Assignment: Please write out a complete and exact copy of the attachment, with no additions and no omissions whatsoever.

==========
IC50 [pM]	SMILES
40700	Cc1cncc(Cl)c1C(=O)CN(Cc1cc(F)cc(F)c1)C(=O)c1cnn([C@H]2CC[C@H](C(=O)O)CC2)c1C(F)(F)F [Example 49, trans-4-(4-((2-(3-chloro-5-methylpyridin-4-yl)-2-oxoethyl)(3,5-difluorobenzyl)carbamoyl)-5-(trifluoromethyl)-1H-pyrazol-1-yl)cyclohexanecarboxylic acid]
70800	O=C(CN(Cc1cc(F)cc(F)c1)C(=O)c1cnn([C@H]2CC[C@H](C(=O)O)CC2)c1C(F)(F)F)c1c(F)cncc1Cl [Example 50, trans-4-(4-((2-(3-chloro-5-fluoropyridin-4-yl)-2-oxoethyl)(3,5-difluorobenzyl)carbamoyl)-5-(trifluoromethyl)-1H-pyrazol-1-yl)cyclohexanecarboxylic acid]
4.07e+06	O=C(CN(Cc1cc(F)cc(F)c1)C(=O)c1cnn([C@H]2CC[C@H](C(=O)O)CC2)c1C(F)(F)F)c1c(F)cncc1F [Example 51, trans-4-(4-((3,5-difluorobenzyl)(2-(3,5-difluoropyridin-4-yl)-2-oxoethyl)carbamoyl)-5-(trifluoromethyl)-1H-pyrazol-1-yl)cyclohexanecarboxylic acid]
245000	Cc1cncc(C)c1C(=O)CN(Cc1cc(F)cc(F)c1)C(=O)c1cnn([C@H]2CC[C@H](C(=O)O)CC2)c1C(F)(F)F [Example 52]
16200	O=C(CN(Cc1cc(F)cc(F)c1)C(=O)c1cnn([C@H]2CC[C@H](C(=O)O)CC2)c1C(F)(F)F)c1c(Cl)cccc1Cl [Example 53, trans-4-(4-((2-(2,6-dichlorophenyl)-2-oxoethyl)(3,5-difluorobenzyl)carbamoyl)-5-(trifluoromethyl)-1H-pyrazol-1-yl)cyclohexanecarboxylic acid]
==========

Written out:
IC50 [pM]	SMILES
40700	Cc1cncc(Cl)c1C(=O)CN(Cc1cc(F)cc(F)c1)C(=O)c1cnn([C@H]2CC[C@H](C(=O)O)CC2)c1C(F)(F)F [Example 49, trans-4-(4-((2-(3-chloro-5-methylpyridin-4-yl)-2-oxoethyl)(3,5-difluorobenzyl)carbamoyl)-5-(trifluoromethyl)-1H-pyrazol-1-yl)cyclohexanecarboxylic acid]
70800	O=C(CN(Cc1cc(F)cc(F)c1)C(=O)c1cnn([C@H]2CC[C@H](C(=O)O)CC2)c1C(F)(F)F)c1c(F)cncc1Cl [Example 50, trans-4-(4-((2-(3-chloro-5-fluoropyridin-4-yl)-2-oxoethyl)(3,5-difluorobenzyl)carbamoyl)-5-(trifluoromethyl)-1H-pyrazol-1-yl)cyclohexanecarboxylic acid]
4.07e+06	O=C(CN(Cc1cc(F)cc(F)c1)C(=O)c1cnn([C@H]2CC[C@H](C(=O)O)CC2)c1C(F)(F)F)c1c(F)cncc1F [Example 51, trans-4-(4-((3,5-difluorobenzyl)(2-(3,5-difluoropyridin-4-yl)-2-oxoethyl)carbamoyl)-5-(trifluoromethyl)-1H-pyrazol-1-yl)cyclohexanecarboxylic acid]
245000	Cc1cncc(C)c1C(=O)CN(Cc1cc(F)cc(F)c1)C(=O)c1cnn([C@H]2CC[C@H](C(=O)O)CC2)c1C(F)(F)F [Example 52]
16200	O=C(CN(Cc1cc(F)cc(F)c1)C(=O)c1cnn([C@H]2CC[C@H](C(=O)O)CC2)c1C(F)(F)F)c1c(Cl)cccc1Cl [Example 53, trans-4-(4-((2-(2,6-dichlorophenyl)-2-oxoethyl)(3,5-difluorobenzyl)carbamoyl)-5-(trifluoromethyl)-1H-pyrazol-1-yl)cyclohexanecarboxylic acid]